The FAMCare Blog

Clearing The Zone

Posted by GVT Admin on Nov 8, 2023 10:30:00 AM

homelessness in big cities


A judge had given the city of Phoenix a deadline to clean up the city’s largest homeless encampment known as The Zone. Judge Scott Blaney said the city had until Nov. 4 to get rid of all the tents, “makeshift structures,” and debris near the Human Services Campus around 12th Avenue and Jefferson Street in downtown Phoenix.

The ruling stems from a lawsuit filed by business owners in the area.

Judge Blaney also said the city wouldn’t have done anything if it weren’t for the lawsuit and the injunction, forcing the cleanups. “City witnesses admitted at trial that the reason that they are now closing the streets to additional camping is because of the existence of the Preliminary Injunction.”

Phoenix is not Alone

America has a homelessness problem, not just Phoenix. According to the Annual Homelessness Assessment Report, on a single night in January 2022, over half a million people were experiencing homelessness in the U.S. The report found that 40% of homeless people were unsheltered, meaning they were sleeping in tents, on streets or in cars rather than in a shelter. Cities, especially those in milder climates, have higher rates of unsheltered homelessness than smaller urban and rural areas.

A Big City Problem

The COVID-19 pandemic exacerbated unsheltered homelessness in most of America's largest cities. Here's the top ten cities and the homeless population they reported:

  1. Los Angeles - 65,111
  2. New York - 61,840
  3. Seattle - 13,368
  4. San Jose - 10,028
  5. Oakland - 9,747
  6. Sacramento - 9,278
  7. Phoenix. - 9,026
  8. San Diego. - 8,427
  9. San Francisco- 7,754
  10. Denver. - 6,884


In some cases, it took action by a court to get these cities moving but in others the city went looking for a solution on its own initiative. This is how case workers took up the challenge in three sample cities:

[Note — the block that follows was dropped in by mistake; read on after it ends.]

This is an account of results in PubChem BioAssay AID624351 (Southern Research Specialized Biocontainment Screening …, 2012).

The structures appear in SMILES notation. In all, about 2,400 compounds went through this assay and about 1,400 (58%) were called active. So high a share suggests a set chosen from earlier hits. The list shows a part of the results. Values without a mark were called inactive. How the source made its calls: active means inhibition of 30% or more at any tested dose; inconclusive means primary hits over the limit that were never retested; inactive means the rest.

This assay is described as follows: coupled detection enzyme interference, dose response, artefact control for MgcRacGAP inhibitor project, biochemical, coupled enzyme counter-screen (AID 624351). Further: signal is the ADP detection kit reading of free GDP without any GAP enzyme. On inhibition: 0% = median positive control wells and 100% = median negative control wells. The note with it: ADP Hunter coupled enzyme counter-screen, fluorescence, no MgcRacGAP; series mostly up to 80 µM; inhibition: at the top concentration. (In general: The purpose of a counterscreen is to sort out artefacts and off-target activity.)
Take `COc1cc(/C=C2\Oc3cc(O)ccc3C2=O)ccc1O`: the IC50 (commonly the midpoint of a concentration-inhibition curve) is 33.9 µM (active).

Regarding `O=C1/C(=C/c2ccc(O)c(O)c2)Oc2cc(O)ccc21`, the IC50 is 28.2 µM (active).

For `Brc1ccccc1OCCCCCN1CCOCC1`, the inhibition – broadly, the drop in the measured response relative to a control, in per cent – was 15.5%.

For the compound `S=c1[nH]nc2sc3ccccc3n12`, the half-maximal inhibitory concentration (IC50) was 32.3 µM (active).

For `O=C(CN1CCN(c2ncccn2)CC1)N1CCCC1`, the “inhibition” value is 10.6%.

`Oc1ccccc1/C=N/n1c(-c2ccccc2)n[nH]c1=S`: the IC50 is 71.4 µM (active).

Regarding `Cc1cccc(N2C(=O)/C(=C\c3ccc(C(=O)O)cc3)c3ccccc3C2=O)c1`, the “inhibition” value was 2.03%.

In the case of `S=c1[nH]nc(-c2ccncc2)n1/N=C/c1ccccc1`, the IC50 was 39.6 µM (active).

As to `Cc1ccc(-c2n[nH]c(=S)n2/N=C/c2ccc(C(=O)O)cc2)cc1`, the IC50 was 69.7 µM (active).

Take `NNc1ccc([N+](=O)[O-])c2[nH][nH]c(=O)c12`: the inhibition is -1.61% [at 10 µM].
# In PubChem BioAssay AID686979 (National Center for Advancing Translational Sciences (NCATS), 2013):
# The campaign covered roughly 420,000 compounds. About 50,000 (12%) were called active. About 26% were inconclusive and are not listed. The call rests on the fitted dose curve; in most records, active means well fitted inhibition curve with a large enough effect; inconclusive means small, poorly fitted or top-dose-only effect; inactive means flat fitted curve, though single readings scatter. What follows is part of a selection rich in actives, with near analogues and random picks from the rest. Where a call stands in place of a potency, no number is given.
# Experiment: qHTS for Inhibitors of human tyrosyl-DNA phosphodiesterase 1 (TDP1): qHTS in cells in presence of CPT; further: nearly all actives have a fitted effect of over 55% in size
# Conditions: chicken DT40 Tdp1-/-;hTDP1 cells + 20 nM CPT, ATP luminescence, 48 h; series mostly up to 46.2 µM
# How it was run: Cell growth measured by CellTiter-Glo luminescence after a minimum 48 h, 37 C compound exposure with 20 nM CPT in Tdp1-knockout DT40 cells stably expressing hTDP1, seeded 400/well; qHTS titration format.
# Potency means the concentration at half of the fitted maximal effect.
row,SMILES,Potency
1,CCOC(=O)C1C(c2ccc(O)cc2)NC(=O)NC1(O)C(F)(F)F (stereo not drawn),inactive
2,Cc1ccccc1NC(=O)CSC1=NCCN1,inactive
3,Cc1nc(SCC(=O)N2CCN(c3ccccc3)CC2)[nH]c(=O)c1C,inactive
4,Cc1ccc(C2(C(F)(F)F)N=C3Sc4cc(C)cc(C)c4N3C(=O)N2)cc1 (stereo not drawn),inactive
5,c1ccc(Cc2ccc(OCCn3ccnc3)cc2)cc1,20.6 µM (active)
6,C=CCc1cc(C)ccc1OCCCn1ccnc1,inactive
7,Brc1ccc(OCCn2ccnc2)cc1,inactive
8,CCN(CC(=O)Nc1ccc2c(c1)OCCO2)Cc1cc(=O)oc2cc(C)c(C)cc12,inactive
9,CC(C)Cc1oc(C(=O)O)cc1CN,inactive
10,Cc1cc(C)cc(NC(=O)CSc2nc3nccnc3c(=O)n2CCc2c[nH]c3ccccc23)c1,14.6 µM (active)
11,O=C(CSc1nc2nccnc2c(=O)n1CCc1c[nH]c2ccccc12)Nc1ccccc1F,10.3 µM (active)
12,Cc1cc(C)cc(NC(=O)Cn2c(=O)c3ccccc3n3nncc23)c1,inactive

The Phoenix City Council gave final approval to a plan to build a homeless campground in downtown. The move rezones the state land near 15th Avenue and Jefferson Street. City leaders say the guarded outdoor complex will have 200 spaces, showers, bathrooms and shade. It will cost $13.3 million and will be funded through the Arizona Department of Housing.

Los Angeles:

The Los Angeles homeless program is called Inside Safe – Mayor Karen Bass’ answer to the city’s staggering homeless crisis. Under the new initiative, outreach workers move from encampment to encampment, offering everyone at each targeted camp a hotel room. From there, the goal is to move everyone quickly from the hotel into permanent housing.

Inside Safe has clear advantages over previous efforts to make a dent in L.A.’s homeless crisis. It removes the sprawling encampments that, as the city’s most visible symptom of homelessness, spark never-ending complaints. Advocates say it’s much easier to find long-term housing for people in hotel rooms than for people still in tents. Hotel rooms provide a safe place where residents can heal from the trauma of the street, get their documents in order and relearn how to live indoors. And it means their case workers don’t have to trek all over the city looking for them.

There’s a lot riding on its success at a local, state and even national level. Bass has all but staked her tenure as mayor on fighting Los Angeles’ homelessness crisis. 


  • Experienced case workers from not-for-profit service providers canvass the five boroughs 24/7/365 as part of a citywide effort to identify and engage individuals experiencing unsheltered homelessness, encourage them to accept services, and ultimately help them transition off the streets.
  • In addition to redoubling and enhancing proactive round-the-clock street outreach efforts, DHS operates specialized facilities dedicated to serving New Yorkers who have lived unsheltered—and continues to open more. Drop-In Centers (DICs) and Safe Havens are low-barrier programs specifically targeted toward unsheltered individuals who may be resistant to accepting other services, including traditional shelters.
  • Drop-in Centers provide baseline services with the goal of meeting immediate needs for unsheltered New Yorkers, such as showers and meals.
  • Safe Havens are transitional housing options designed to help unsheltered New Yorkers get back on their feet, by providing specialized overnight beds and physical and program characteristics specifically meant to address these individuals’ unique needs, including, for example, smaller physical settings, as well as more hands-on and intimate case management, coupled with lower-barrier program requirements.

Thanks to these case workers for all they do.


Other Recommended Reads on the Topic: 

A Closer Look

Zero Hunger/Zero Waste

Economic Boom a Bust for Many 


Topics: Homeless & Food Pantry

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